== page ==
ACST-2 was designed to compare long-term outcomes between the two revascularization procedures in patients with asymptomatic severe carotid stenosis who were deemed suitable for some type of intervention and who were uncertain about which to choose. Investigators randomized 3,625 patients with severe unilateral or bilateral carotid stenosis (60% or greater on ultrasound) across 130 centers in 33 countries. Aspects of care other than the assigned intervention were left to the discretion of the treating physician. Both groups received good medical therapy: 80% to 90% were received lipid-lowering, antithrombotic, and antihypertensive medications, Halliday reported.

Consistent with prior registry studies, roughly 1% had a disabling stroke or died in the periprocedural period, with no difference between the CAS and CEA arms. The rate of nondisabling stroke in the same time period, also consistent with previous studies, was higher in the stenting arm (2.7% vs 1.6%; P = 0.03). 

After the first 30 days, and through an average follow-up of 5 years, the rate of fatal or disabling strokes was 2.5% in each trial arm (P = 0.91). The rate of any nonprocedural stroke was numerically but not significantly higher after CAS (5.2% vs 4.5%; rate ratio 1.16; 95% CI 0.86-1.57).

The investigators also combined the ACST-2 results with those from other carotid revascularization trials in both asymptomatic and symptomatic patients, showing that the risk of nonprocedural stroke did not differ when comparing stenting versus surgery (RR 1.11; 95% CI 0.91-1.32).

“With ACST-2 included, there is now as much evidence among asymptomatic as among symptomatic patients, and the findings in both types of patient are remarkably similar, with CAS about as effective as CEA at reducing the annual risk of stroke, at least for the first few years,” Halliday et al write. The ACST-2 participants will continue to be followed up to 10 years.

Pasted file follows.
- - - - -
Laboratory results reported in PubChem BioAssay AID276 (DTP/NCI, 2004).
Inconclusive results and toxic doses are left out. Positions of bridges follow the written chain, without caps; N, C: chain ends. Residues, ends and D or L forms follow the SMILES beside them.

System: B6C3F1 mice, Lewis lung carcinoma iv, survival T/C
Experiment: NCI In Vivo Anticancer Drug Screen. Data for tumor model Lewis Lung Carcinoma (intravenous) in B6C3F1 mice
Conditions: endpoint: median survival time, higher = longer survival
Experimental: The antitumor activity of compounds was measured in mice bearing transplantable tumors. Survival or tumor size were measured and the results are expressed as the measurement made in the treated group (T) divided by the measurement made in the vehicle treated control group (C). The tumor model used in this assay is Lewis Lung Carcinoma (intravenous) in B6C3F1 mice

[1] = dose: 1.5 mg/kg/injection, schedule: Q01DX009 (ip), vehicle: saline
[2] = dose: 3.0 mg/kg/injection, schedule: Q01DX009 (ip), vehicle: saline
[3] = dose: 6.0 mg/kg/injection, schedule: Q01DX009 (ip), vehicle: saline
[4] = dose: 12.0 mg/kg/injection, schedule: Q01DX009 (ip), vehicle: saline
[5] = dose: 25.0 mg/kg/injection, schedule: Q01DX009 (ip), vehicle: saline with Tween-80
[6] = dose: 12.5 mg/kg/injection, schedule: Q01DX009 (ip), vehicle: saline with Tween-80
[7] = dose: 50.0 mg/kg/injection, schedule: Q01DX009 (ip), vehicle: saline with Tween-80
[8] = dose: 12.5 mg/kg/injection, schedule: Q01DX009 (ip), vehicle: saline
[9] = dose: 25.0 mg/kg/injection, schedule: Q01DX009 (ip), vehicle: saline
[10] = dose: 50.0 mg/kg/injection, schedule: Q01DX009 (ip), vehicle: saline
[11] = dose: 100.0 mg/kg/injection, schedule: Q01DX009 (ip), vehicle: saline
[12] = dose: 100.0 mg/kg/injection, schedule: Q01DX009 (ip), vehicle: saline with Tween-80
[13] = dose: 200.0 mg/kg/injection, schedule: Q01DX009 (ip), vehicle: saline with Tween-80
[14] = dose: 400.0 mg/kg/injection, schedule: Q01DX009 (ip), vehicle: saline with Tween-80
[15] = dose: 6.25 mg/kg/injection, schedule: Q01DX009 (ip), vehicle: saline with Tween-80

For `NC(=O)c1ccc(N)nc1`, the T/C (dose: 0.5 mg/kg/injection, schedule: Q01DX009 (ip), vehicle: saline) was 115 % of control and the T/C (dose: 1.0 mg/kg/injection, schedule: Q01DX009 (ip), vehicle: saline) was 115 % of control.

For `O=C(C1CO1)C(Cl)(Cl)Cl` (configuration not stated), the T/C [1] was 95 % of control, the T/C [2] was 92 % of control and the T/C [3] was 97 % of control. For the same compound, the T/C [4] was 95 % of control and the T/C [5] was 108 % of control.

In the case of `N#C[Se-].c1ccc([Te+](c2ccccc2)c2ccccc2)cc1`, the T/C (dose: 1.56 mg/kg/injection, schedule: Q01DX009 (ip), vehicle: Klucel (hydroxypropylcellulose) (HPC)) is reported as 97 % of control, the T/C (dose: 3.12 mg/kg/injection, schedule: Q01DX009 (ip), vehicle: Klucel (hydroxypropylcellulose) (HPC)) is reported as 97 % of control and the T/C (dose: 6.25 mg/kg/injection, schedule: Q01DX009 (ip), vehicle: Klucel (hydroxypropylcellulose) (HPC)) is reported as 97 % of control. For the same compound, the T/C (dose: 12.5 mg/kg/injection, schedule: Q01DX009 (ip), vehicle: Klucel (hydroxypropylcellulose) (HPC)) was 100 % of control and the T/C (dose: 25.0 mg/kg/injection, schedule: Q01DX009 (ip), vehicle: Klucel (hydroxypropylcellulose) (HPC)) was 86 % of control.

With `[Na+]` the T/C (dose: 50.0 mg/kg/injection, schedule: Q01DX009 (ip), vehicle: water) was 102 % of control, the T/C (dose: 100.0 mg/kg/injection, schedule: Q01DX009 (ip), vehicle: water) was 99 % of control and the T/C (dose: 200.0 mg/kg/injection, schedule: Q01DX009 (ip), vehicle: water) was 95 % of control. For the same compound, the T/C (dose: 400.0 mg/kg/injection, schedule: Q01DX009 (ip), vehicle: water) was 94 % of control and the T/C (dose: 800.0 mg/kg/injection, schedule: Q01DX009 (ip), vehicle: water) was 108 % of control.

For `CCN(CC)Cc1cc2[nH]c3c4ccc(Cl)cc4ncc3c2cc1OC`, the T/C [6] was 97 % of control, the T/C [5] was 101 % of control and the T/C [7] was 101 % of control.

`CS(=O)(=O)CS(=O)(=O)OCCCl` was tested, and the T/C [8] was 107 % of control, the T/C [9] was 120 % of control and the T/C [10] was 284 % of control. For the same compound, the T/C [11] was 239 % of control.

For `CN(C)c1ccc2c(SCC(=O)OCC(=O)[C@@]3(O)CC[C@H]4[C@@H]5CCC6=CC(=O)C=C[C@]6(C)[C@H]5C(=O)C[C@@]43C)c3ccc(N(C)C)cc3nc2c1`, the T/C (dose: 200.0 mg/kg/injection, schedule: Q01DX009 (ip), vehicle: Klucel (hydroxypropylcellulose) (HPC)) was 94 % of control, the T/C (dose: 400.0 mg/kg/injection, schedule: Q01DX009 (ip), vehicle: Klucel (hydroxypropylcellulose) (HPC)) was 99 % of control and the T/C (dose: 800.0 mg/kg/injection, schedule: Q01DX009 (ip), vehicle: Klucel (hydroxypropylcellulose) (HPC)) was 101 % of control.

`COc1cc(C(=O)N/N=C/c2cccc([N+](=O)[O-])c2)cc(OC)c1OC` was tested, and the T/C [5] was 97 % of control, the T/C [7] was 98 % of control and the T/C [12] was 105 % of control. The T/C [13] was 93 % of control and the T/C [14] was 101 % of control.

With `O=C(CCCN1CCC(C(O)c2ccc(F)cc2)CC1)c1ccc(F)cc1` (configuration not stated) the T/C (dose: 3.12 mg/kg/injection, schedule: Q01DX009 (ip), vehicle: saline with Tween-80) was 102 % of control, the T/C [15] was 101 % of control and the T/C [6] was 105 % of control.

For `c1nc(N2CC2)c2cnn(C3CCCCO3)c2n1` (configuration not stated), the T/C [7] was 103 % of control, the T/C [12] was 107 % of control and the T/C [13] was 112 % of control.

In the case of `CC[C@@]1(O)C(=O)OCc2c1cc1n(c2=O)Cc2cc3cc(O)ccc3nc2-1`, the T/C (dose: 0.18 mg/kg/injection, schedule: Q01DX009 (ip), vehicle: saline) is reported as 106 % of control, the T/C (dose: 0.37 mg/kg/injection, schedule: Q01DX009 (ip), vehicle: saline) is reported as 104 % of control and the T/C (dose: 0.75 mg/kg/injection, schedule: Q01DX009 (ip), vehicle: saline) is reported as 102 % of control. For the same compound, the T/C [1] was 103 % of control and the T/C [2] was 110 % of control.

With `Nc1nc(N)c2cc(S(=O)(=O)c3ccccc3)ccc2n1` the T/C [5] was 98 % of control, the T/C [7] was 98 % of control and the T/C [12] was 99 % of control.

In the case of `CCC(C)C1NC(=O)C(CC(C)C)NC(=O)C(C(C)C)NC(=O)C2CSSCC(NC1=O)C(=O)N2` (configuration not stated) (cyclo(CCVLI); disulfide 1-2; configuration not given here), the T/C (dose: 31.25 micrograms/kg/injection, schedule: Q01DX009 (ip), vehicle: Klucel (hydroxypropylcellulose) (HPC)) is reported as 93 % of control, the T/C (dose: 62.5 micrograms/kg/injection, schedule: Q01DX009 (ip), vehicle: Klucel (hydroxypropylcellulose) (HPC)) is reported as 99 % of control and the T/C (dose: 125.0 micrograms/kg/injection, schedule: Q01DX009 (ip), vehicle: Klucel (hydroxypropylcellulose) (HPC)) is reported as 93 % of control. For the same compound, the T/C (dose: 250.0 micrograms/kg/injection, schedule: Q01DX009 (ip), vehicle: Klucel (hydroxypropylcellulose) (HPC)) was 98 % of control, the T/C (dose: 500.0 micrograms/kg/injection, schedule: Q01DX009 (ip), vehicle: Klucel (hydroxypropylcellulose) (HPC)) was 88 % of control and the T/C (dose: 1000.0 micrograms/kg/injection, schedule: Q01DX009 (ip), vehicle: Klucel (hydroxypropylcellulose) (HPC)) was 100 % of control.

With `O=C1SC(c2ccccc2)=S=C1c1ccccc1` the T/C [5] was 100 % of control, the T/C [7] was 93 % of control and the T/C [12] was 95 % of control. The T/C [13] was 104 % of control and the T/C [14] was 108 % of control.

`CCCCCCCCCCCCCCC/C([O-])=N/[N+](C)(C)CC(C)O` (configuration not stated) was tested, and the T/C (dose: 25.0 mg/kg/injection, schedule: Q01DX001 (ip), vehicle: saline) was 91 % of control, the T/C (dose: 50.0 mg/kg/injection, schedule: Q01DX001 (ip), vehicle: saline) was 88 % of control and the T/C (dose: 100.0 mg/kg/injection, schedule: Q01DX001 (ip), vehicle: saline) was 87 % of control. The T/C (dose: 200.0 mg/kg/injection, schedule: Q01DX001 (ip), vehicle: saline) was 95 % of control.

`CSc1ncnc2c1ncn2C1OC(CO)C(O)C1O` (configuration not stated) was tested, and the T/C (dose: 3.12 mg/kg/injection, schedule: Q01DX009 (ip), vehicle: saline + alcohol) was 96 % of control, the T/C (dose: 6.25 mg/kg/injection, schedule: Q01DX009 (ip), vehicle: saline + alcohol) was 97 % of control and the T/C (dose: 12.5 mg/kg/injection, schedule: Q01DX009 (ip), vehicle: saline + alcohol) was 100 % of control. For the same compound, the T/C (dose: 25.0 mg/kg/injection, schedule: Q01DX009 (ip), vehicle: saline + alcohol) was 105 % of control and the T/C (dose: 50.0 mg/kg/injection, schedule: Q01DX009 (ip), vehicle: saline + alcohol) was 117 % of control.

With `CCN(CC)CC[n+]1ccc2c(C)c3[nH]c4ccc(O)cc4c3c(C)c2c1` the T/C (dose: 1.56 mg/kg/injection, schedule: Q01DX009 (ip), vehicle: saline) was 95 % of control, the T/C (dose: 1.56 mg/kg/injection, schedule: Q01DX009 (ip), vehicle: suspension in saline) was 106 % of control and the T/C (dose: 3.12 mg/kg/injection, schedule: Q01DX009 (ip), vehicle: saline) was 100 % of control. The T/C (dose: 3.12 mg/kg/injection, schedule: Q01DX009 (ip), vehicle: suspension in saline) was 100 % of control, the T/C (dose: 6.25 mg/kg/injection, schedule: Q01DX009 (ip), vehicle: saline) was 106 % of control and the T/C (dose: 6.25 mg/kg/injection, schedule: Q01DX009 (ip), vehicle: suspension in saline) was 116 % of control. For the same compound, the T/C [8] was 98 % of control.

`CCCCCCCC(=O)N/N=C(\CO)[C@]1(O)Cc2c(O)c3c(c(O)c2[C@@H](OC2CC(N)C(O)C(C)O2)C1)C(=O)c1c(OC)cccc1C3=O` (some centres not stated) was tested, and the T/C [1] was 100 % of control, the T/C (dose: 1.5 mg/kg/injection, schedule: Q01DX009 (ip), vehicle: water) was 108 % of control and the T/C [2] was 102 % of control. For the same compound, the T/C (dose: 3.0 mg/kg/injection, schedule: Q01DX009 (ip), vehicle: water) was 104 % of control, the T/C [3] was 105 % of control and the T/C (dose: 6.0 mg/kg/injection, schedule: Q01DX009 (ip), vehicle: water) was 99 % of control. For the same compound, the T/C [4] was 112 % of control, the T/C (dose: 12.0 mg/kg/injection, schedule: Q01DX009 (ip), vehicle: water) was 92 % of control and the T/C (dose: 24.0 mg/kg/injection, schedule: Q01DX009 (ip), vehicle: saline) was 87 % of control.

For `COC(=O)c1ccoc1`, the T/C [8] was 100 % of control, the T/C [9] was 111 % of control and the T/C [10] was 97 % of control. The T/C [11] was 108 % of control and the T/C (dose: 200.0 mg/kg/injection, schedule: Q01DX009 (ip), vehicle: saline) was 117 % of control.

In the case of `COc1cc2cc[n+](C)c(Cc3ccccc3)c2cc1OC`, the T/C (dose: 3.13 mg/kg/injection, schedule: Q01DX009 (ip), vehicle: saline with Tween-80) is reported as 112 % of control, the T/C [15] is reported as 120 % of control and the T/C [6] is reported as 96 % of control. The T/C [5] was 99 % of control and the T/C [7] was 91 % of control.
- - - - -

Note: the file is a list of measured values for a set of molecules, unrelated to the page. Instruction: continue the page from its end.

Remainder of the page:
Choosing the Right Procedure

Addressing a question about choosing between CAS and CEA, Halliday noted that there is a difference in the length of the initial hospital stay (on average, a day less with stenting), and said cost might come into play in different parts of the world. She highlighted the importance of patient preference, but added that anatomy ultimately may push the patient toward one procedure or the other.

“You don’t really have as much of a choice as you might imagine,” Halliday said. “If you know that the competence of the people doing them both is equal, then the less-invasive procedure—providing it has good long-term viability, and that’s why we’re following [the patients] for 10 years—is the more important. So if you were given a choice, most people would probably rather not have open surgery, providing that stenting was actually going to give them a good long-term result.”